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Sunday, July 14, 2024

Sadiq Khan reveals potential boost to night tube services during peak hours

The number of Night Tube services during the ‘peak’ period after midnight could be boosted, Sadiq Khan has revealed.

The mayor said Transport for London (TfL) is looking at whether a more frequent service could be provided during the busiest part of the night, though there are no immediate plans to expand the network to cover more Underground lines.

The Night Tube currently operates on five of the Underground’s 11 lines – the Victoria, Jubilee, Central, Piccadilly and Northern. The London Overground also operates night services on the former ‘East London line’ between Highbury and Islington and New Cross Gate.

The service runs on Friday and Saturday nights only, with fewer trains than during the day. On most of the current Night Tube network, services are every 10 minutes, although they can be as often as every seven or eight minutes on much of the Northern line, or as few as every 20 minutes on the outer edges of the Central line.

During the mayoral election, Mr Khan’s Tory opponent, Susan Hall, promised to expand the Night Tube to cover the Hammersmith and City line, followed by the District, Circle and Metropolitan lines “when feasible”.

Mr Khan’s campaign team immediately pledged to do likewise, saying: “Sadiq wants to do this – and if re-elected will work to secure the funding for expanding the Night Tube to these four lines.”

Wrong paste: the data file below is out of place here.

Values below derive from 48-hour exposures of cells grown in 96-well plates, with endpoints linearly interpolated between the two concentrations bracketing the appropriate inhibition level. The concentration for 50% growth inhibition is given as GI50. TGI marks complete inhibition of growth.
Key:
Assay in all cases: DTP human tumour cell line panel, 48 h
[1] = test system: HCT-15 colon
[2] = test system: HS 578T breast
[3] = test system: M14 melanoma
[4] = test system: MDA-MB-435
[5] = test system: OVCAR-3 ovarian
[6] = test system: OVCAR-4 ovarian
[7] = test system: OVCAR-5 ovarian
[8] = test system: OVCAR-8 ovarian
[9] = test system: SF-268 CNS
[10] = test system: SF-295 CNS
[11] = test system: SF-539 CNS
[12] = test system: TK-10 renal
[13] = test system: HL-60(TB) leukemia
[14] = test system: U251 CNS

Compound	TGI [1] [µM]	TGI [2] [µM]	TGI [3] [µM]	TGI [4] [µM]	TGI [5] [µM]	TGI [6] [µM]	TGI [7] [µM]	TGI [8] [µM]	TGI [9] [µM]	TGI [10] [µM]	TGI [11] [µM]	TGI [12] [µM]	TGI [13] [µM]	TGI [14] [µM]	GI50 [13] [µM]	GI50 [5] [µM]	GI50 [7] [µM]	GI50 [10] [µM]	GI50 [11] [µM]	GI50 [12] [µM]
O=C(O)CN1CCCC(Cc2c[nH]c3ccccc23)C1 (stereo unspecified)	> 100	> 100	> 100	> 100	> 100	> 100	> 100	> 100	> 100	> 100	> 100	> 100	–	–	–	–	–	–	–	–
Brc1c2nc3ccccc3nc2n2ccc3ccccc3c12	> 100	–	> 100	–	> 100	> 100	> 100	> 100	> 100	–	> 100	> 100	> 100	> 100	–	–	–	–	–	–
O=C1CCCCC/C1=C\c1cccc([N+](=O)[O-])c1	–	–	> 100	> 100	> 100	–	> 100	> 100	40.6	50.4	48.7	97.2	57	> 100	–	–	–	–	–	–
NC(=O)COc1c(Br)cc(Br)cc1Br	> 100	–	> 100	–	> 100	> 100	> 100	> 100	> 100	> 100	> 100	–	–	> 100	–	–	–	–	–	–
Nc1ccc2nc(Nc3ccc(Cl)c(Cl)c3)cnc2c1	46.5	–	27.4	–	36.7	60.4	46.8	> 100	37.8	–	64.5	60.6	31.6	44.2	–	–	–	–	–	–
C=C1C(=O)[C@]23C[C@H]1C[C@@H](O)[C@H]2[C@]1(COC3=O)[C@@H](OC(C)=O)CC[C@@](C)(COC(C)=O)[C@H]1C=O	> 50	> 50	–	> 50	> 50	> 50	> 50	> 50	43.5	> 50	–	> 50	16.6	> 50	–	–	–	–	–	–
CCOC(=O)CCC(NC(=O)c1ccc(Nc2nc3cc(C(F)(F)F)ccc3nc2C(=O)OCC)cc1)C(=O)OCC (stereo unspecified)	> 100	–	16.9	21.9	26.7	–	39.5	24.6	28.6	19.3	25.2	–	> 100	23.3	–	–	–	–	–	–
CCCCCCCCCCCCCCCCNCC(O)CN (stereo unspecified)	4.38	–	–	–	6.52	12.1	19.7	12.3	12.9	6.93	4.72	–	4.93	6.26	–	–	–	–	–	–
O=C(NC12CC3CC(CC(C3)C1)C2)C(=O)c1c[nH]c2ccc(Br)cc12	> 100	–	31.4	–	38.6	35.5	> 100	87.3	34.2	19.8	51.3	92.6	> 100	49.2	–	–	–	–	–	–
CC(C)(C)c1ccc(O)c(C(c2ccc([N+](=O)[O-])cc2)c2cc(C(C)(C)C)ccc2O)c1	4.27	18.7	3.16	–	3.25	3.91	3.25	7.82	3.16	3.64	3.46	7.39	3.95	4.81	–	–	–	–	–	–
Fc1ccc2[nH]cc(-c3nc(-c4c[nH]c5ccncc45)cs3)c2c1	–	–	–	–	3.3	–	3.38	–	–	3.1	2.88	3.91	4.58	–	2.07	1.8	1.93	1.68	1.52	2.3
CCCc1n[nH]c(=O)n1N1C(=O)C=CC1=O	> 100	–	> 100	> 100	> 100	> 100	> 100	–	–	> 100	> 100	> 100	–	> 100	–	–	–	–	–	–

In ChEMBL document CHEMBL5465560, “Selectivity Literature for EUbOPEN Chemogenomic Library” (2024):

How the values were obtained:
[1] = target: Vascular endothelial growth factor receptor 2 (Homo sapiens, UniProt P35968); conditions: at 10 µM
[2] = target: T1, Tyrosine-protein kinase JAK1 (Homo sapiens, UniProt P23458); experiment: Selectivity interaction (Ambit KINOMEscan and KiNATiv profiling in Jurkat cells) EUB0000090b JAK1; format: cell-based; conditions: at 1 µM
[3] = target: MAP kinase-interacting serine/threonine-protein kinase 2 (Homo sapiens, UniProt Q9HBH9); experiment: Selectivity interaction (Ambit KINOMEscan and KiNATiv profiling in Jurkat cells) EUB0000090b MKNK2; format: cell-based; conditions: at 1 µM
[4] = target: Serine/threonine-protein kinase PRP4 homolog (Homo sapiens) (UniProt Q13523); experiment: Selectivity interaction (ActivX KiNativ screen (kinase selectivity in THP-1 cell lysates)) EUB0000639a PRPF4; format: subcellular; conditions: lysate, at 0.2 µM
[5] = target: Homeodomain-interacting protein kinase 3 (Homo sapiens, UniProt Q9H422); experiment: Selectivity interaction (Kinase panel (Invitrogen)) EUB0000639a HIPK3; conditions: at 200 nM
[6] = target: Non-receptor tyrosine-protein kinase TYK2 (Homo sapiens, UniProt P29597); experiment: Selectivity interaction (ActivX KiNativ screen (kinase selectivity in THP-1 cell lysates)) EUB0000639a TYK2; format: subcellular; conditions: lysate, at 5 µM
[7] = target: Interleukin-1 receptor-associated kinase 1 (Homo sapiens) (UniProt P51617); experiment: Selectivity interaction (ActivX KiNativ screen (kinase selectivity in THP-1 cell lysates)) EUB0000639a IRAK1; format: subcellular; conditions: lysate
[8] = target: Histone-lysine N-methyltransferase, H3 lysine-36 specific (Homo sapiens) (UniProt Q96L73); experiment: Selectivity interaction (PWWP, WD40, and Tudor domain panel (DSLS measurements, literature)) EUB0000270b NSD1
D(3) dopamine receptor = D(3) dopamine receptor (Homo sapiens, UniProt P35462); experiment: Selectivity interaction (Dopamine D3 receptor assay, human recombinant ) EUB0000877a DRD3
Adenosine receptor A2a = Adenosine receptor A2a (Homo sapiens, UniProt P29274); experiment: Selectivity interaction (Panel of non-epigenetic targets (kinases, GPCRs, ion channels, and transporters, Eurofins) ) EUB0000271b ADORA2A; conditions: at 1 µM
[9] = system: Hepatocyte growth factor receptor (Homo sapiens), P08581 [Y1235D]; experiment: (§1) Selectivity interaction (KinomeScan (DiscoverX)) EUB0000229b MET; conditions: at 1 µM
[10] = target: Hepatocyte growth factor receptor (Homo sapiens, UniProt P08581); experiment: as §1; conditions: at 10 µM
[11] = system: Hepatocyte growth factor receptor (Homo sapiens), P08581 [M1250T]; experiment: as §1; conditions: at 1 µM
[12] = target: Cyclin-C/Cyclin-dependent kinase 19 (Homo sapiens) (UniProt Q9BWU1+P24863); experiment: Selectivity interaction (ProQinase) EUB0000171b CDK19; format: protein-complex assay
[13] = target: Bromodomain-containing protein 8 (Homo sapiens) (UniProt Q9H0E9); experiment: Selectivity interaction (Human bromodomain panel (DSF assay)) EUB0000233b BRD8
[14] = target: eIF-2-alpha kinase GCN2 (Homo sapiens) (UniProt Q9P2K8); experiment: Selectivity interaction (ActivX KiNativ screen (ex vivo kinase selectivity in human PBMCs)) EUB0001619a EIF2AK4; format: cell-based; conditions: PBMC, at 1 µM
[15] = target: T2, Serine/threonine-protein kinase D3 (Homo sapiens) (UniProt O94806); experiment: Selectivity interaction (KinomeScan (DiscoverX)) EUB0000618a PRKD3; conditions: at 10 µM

The mayor’s night czar, Amy Lamé, said last year however that TfL’s “tight finances” meant there were “big financial challenges” in growing the network to cover more lines.

In a written question to the mayor following his re-election, Andrew Boff – a Conservative London Assembly member – asked for an update on his Night Tube expansion plans.

The mayor said: “TfL keeps the Night Tube service under review and I have made it clear I would like to see the service expanded to more lines when circumstances allow.

“TfL has also begun to look at the case for improving Night Tube frequencies on the existing lines between approximately 00:00 and 01:30 as this period is the busiest part of the current Night Tube offering.”

It is unclear what specific level of improvement TfL is looking to bring to the Night Tube’s frequencies, though it is understood that they would not be increased to the same level as daytime services.

TfL said it was unable to comment further due to pre-election rules which affect local authorities in the weeks before a general election, with the mayor’s office also saying it had no further detail to add at this stage.

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